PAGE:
CHAPTER 1: How Historians Have Missed the Point
‘The spirit of fraternalism permeates the nation’
– Donald Horne, The Lucky Country, 1964, p.12.
‘Fraternal societies’ are defined here as societies which use, or have used in the recent past, coded regalia, secret passwords, ritual and signs, and which have had a philosophy of brotherhood or mutual aid.[iii] I group them into four categories, or ‘strands’ of fraternalism. The first three are clear-cut, namely Freemasonry, friendly societies, and trade-oriented societies, trade unions if you prefer. The fourth ‘strand’ encompasses those societies which are clearly fraternal as defined but do not belong in the first three. Some of this last group have been as significant historically as any in the first three.
Fraternalism came to Australia on board the First Fleet and by way of both secret and public ceremonial, spread ‘mateship’ over the whole of the continent. The basic human material with which all fraternals worked has clearly been inadequate to the task set by abstract principles, but the fraternals as a whole prospered, some much more than others. However, even the earliest brotherhoods – the Freemasons, United Irishmen and others – were already infected with a debilitating ‘virus’. State surveillance and managerialism, significant factors when the transportation system was initially devised, also continued to build in influence over the next two centuries and have eventually brought Freemasonry and all the fraternities which followed to their knees. The brotherhoods’ best defensive weapon, their own history, has never been allowed to fulfil its curative potential. Australian ‘mateship’, as a result, while vigorous and broad spreading, has never been deeply-rooted and has rarely developed strong local references. Three minor exceptions, bush camps, the ANZACs and the Surf Life Savers, have proven of insufficient strength to counter centralising and hierarchical forces.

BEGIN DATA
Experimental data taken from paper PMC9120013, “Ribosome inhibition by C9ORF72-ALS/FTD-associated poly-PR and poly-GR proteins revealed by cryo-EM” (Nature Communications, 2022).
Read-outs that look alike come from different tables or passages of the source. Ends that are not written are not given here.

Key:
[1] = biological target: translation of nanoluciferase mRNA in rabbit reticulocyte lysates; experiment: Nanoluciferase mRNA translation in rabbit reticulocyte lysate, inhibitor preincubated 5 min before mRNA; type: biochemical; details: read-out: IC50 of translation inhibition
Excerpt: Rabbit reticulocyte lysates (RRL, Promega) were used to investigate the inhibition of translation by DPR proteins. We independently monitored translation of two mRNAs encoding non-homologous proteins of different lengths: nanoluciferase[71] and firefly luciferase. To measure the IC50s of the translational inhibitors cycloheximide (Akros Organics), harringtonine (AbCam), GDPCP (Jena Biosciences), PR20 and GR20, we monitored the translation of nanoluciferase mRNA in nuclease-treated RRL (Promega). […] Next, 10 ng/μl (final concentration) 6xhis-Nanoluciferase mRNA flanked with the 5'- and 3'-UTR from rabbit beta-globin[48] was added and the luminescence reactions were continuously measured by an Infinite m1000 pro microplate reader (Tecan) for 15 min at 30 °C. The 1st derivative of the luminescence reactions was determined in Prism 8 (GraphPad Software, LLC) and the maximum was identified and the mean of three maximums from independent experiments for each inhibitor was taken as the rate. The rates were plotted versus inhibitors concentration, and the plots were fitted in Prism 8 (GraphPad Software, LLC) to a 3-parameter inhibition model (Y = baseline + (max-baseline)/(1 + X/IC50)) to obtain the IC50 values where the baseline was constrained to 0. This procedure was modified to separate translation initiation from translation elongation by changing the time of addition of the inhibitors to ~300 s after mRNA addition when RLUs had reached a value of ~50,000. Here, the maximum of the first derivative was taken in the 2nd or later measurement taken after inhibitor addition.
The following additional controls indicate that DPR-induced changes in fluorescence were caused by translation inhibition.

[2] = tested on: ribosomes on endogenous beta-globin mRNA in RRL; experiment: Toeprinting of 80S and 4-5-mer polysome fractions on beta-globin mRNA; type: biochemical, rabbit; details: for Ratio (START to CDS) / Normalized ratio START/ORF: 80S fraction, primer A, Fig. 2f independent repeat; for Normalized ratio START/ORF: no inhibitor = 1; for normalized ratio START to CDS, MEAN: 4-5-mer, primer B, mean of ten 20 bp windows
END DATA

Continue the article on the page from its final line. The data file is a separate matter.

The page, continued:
Why do Australians seem afraid of, anxious about, and uncomfortable with their own past? One scholar has suggested: ‘Because of the country’s ‘thief colony’ image, and for many years a lack of proper information, Australians have suffered from intellectual and emotional difficulties in developing a view of their national origins.’ [iv]
In the specific case of fraternalism, is the answer discomfort with ritual?